WHAT’S HAPPENING in your area of the city? Tell us what you’d like to see in future issues of HL&T. Contact Sarah at 240.354.4832
Dear Mala, Your letter has inspired the Hyattsville Horticultural Society to devote our next meeting, June 21, to weed identification and informal plant exchange. Please bring your pots of mystery seedlings. What one gardener finds a pest might be a boon to someone else. Some people would love to have an oak seedling. Personally I am thrilled to find volunteer althea (rose of Sharon) seedlings in my garden, and have been transplanting them to the edge of my property to form a privacy hedge, but other gardeners find them noxious. I pot the seedlings from my redbuds because they make welcome gifts. On the other hand, I ruthlessly extirpate the seedlings from the mulberry tree that I only permit to live because the birds love the berries, and I love the birds. One specimen of this invasive tree is quite enough. Another seedling you probably won’t want to tolerate is that of the controversial Bradford pear. This is a tree developed by a Dr. Bradford at the Glenn Dale USDA in the 1950s from the Callery Pear, seeds of which came from China around 1920. After being released commercially in 1963, it became very popular because it grows fast and is ravishingly beautiful when in bloom. However, its life span is not long, only 15 years, and with an ugly last period of demise. Falling branches can damage cars and other property if you have it in your yard or along a street. The thorns can puncture tires. Perhaps to make up for its short life span,
Some area gardeners consider rose of Sharon, shown here, to be a noxious weed, but not Miss Floribunda! She transplants seedlings to form a privacy hedge.
it reproduces, hybridizes and mutates frantically. This seasonally beautiful monster is very invasive and has become a threat to native species in woods and along highways. En masse, its pungent odor can be really unpleasant. Though it was designated the official tree of Prince George’s County about 35 years ago, it may lose that honor soon. About that “chrysanthemum” — I know it well. It also is of mixed value. It is mugwort, or artemisia vulgaris — a wild form of wormwood. It tends to repel insects and other weeds, which is good, but aleopathic excretions from its rhizomes can kill the plants you want to keep. In addition, it’s another very invasive plant and is
well-nigh impossible to extirpate once it gets established. I heard that adding lime to the soil helps but it’s still a problem. Be vigilant and dig up those rhizomes ASAP. It really does smell and taste like medicine, and in fact has medicinal uses. I asked my learned friend Dr.
R. Cain what they might be, and it would take an entire column to repeat all the lore. A brief rundown of properties attributed to it by different cultures through the centuries are diuretic, diaphoretic and emmenagogic, as well as an antidote to toadstool poisoning. It has been considered a cure for epilepsy, jaundice, “the ague”, plus protection against sunstroke, evil spirits, wild beasts and the common cold. As if this weren’t enough, my enterprising friend Dee Ellis has managed to make absinthe out of it. Though now legal, the stuff Dee has concocted so far isn’t really potable - maybe with time she can bring about a better, less brutally brackish batch of bitter brew. Less of a problem are those shallow rooted little flowering weeds. The first I guess to be a plant with the charmless name of “dead nettle.” The second is almost undoubtedly the adorable “spring beauty” wildflower. Bring them in to our meeting and let a panel of experts make a decision. In fact, we invite all readers to come to City Hall, 4310 Gallatin St. at 10 a.m. on June 21 with all the plants that you wish to have identified. Challenge us! *** Miss Floribunda is the collected wisdom of the Hyattsville Horticultural Society compiled and edited by Victoria Hille.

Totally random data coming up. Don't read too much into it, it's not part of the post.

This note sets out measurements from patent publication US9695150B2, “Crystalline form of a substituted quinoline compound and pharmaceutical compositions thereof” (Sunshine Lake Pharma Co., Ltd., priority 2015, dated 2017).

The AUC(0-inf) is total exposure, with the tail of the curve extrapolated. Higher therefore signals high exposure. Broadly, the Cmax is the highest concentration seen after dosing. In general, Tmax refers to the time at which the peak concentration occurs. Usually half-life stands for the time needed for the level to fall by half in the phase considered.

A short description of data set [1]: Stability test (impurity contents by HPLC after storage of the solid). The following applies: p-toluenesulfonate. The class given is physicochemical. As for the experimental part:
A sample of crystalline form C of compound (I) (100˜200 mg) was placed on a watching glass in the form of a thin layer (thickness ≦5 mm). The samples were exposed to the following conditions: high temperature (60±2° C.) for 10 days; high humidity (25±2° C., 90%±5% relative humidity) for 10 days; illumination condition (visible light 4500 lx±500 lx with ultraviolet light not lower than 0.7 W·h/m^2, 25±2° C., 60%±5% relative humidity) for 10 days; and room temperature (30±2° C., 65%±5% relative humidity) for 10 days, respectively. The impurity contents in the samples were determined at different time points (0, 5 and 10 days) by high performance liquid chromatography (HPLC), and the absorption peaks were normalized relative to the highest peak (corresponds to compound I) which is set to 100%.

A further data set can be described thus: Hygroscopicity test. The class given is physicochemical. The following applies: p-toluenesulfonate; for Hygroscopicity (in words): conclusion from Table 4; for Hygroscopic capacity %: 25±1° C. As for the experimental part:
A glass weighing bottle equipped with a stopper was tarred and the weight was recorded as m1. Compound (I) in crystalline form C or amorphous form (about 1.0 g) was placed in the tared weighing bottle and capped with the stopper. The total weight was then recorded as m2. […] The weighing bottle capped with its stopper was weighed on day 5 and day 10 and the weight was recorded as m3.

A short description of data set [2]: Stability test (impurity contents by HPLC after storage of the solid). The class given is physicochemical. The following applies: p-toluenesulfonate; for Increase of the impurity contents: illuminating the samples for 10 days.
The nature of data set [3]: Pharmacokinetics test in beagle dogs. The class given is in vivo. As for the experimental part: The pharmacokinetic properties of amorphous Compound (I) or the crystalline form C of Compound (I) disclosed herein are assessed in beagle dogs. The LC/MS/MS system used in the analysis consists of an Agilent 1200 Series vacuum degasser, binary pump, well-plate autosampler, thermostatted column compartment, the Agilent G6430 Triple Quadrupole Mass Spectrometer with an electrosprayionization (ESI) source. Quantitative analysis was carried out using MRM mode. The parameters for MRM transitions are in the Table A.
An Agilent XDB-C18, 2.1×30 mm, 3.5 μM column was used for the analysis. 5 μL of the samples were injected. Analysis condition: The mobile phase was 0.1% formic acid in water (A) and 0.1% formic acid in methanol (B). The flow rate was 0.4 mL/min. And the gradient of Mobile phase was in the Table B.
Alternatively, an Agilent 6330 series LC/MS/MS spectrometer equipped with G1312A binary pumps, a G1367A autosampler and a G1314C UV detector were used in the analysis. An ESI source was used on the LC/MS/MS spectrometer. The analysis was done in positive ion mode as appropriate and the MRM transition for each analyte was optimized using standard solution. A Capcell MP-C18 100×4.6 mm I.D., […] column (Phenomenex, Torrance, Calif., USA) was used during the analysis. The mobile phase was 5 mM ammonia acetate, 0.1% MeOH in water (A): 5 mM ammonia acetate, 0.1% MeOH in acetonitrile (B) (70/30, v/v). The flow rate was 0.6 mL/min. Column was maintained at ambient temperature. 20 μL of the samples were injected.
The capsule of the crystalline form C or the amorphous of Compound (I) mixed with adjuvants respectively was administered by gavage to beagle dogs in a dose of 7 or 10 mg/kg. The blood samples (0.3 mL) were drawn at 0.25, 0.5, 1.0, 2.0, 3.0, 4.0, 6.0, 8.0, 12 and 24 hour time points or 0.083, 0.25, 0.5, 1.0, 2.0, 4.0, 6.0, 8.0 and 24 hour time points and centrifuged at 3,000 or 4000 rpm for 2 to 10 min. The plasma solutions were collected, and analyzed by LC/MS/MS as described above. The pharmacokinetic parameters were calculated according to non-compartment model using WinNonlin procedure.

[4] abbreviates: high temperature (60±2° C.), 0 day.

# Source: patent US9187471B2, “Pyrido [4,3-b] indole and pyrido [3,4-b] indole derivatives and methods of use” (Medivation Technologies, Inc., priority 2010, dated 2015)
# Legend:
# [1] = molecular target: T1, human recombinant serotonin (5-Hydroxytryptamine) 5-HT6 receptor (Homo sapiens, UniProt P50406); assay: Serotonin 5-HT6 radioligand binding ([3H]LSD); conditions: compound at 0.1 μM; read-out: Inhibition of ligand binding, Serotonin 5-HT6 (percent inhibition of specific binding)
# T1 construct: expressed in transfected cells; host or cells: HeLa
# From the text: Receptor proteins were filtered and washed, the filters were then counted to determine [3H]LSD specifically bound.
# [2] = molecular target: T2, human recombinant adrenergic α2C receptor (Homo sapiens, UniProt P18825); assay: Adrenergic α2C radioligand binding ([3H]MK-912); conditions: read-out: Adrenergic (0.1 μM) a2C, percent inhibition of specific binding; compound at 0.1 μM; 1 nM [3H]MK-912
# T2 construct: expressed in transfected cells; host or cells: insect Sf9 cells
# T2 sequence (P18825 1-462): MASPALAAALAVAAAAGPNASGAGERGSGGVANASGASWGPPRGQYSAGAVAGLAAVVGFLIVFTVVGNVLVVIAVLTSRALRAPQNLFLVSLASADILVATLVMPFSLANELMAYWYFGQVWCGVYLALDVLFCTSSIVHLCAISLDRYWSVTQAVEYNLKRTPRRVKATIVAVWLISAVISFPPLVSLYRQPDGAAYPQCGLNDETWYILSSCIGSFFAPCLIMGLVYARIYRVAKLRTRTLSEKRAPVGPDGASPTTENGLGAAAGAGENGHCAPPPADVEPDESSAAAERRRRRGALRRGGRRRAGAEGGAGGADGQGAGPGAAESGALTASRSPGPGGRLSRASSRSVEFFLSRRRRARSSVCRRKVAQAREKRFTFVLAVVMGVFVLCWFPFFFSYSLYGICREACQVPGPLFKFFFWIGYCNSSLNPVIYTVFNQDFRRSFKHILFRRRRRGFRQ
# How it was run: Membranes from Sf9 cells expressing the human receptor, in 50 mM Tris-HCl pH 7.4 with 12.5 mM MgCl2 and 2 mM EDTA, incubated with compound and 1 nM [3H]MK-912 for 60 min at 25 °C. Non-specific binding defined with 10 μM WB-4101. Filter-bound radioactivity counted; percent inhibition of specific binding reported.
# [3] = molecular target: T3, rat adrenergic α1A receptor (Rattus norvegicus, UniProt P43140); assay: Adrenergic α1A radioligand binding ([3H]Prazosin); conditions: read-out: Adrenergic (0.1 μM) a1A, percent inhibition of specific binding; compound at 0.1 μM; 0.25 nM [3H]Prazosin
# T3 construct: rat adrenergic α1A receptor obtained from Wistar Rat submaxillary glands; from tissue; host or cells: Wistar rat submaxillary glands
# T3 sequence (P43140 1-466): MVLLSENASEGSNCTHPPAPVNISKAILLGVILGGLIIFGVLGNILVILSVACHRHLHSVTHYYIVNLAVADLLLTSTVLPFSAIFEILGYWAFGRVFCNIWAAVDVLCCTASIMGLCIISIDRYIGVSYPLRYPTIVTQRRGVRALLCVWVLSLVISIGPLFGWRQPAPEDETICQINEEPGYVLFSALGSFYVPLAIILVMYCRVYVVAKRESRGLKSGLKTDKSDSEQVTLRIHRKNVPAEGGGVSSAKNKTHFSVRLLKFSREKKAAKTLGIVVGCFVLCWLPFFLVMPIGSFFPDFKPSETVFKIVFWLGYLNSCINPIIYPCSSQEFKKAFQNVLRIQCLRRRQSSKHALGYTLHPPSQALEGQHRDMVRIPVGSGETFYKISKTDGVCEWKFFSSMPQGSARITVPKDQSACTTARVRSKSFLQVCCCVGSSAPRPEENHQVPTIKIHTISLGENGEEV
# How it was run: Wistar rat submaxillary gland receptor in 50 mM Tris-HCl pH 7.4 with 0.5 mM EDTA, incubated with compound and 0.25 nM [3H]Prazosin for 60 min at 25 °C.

Hyattsville Life&Times | June 2008
Hyattsville Farmers' Market opens this month by Krista Atteberry
pring is here and crops of vegetables, fruits, soap, fresh baked foods, kettle korn, “lucky” bamboo and herbs are on their way into Hyattsville. On June 17th the Hyattsville Farmer’s Market will open again featuring at least eight stands of homespun offerings. The market will be located at the Queens Chapel Town Center’s (Queens Chapel Road and Hamilton Street) parking lot behind the post office and will be operational from 2-6 p.m. every Tuesday during the summer. Peggy Campanella, of Harris Orchard in Lothian, is manager of the Hyattsville Farmers Market. She said there are long-standing relationships between market customers and vendors. “We know many by name…,” she said. “We miss each other over
the winter months and look forward to spring The market will operate when we will pick up from 2-6 p.m. on Tuesdays where we left off last fall.” at the Queens Chapel Before it was locatTown Center parking lot. ed at the Queens Chapel Town Center, the grilling, and, in turn, gave her a Hyattsville Farmer’s Market was located outside the wonderful roast. She is also very proud of the Mall at Prince George’s for 13 freshness and superb quality of the years. Campanella said she likes goods for sale. “Usually product is picked that Hyattsville because it is, “an oldmorning and in everyone’s kitchen fashioned community.” by that evening,” she said. Shoppers at the market have Hyattsville resident Gloria even traveled to her Harris Orchard Felix-Thompson, who has lived in farm in order to see where there the city 32 years remarks, apprecifood is grown and to visit her there. Campanella also tells of unique and interesting connections that people make while frequenting the market. One customer who likes to barbeque came to her farm to collect peach prunings to burn while